A reader wonders if his air gunning will be successful without camouflage clothing

Q: I recently kitted myself out with a pre-charged airgun and, having spent much of my free time practising on paper targets, I feel that I’m a good enough shot to tackle live quarry. My only concern is that most airgun shooters wear a lot of leaf-print camouflage clothing, and it is going to take me a while to save up for a set. Is it possible to get close enough to airgun quarry such as rabbits and wood pigeon without being dressed from head to toe in camouflage clothing?

A: You are certainly right about airgun shooters liking their camouflage clothing, and I usually reach for leaf-print jacket, trousers and headnet when heading out with my air rifle. There is no denying that a camo pattern, which helps you blend in with your surroundings, will improve your concealment, but it is certainly not essential.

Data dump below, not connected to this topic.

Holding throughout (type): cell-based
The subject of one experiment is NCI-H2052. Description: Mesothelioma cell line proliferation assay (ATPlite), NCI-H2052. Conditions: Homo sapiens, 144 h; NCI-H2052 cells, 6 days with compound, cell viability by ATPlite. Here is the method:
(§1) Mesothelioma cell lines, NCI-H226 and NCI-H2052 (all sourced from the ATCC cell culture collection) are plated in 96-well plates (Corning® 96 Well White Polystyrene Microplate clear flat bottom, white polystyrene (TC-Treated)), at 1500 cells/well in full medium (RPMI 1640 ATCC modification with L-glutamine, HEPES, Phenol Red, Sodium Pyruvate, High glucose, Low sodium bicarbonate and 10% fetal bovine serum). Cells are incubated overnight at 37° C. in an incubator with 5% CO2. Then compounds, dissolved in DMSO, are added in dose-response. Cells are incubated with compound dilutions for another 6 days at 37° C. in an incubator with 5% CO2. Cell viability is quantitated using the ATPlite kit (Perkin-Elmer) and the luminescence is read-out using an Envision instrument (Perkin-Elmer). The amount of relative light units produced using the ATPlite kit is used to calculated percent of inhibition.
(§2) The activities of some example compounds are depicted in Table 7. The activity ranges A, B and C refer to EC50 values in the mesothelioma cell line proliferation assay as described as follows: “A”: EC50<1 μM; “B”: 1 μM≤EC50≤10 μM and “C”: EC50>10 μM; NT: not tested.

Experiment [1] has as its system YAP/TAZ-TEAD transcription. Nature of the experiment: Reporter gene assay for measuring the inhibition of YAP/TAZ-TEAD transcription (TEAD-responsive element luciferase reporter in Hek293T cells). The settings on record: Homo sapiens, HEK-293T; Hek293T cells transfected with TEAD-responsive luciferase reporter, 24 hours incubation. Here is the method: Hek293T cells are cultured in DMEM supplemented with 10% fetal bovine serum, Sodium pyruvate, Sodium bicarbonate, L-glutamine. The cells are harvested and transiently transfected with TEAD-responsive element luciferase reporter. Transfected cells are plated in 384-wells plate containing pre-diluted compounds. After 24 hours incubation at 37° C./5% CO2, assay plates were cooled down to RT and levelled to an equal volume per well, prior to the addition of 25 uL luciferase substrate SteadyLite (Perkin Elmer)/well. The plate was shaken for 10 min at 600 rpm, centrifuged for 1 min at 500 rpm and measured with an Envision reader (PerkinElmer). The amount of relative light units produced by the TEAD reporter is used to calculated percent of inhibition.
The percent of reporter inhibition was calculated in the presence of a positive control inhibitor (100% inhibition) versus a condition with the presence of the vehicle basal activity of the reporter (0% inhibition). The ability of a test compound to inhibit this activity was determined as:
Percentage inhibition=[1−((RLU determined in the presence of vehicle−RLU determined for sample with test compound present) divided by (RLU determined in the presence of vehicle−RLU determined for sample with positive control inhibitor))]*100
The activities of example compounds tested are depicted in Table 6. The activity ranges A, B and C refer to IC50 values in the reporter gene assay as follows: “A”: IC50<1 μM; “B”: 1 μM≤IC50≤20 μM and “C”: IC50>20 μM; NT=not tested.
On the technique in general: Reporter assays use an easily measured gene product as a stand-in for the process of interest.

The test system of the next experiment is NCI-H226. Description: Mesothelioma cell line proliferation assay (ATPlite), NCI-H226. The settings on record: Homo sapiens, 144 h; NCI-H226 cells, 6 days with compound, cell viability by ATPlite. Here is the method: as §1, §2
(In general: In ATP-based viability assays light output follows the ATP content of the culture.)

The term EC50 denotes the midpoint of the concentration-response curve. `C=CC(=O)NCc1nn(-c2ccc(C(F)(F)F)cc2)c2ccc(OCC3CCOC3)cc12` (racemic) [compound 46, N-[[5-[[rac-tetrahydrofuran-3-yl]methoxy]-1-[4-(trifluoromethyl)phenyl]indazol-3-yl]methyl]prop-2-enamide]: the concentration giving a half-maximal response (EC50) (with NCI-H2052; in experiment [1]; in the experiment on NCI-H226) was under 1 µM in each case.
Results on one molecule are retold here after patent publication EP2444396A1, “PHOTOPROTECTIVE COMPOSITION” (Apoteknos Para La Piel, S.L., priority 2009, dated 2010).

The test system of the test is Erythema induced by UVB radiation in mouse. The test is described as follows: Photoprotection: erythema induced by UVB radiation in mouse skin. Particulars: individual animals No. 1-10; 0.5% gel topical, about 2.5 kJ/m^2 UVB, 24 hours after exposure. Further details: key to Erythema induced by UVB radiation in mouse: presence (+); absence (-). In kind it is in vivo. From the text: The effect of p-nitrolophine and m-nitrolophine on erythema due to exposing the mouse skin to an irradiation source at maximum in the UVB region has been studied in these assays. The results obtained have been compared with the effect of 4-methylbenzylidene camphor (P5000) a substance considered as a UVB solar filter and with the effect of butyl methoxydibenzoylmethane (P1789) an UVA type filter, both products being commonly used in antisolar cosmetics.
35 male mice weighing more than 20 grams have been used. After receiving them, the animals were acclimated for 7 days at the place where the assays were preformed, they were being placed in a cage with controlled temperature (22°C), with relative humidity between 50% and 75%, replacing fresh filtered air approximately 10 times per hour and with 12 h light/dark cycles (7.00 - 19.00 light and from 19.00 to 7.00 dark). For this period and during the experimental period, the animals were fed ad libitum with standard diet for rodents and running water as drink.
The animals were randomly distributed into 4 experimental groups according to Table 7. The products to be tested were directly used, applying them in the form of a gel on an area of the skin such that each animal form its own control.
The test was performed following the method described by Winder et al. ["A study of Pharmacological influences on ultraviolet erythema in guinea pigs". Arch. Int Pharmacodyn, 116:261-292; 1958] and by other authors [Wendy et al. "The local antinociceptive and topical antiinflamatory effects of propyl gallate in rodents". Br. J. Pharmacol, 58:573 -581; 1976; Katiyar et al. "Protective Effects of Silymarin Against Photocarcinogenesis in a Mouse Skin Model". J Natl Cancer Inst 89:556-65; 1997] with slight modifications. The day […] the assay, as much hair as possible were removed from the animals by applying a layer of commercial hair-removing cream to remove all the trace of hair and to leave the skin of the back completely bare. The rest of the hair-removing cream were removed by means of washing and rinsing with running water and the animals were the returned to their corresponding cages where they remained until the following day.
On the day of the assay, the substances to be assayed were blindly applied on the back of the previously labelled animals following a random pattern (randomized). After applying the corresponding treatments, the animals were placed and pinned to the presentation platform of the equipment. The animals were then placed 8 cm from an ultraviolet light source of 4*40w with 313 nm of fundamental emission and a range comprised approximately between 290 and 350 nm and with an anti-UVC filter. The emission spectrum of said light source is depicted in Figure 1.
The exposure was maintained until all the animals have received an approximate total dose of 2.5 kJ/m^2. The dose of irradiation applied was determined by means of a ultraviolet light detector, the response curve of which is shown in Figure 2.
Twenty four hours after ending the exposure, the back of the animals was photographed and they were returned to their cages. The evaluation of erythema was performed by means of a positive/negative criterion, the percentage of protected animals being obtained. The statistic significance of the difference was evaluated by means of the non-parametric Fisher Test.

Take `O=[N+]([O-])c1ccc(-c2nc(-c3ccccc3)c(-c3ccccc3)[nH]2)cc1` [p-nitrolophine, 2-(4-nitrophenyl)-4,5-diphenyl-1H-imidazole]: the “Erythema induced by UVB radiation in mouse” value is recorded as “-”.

Keeping still is the key

I think the best way to go undetected in the countryside is to keep still, as it immediately cuts out the movement and sound that tends to attract the attention of wary quarry. Dress in drab clothing (preferably in soft greens and browns) and you should be able to ambush rabbits and pigeon without splashing out on the latest camo patterns. The fieldcraft skills you learn during these early forays should make you an even more effective hunter when you are able to kit yourself out with specialist clothing.

The history of camouflage

Graham Roberts slips unseen into a new exhibition devoted to camouflage and learns more about its history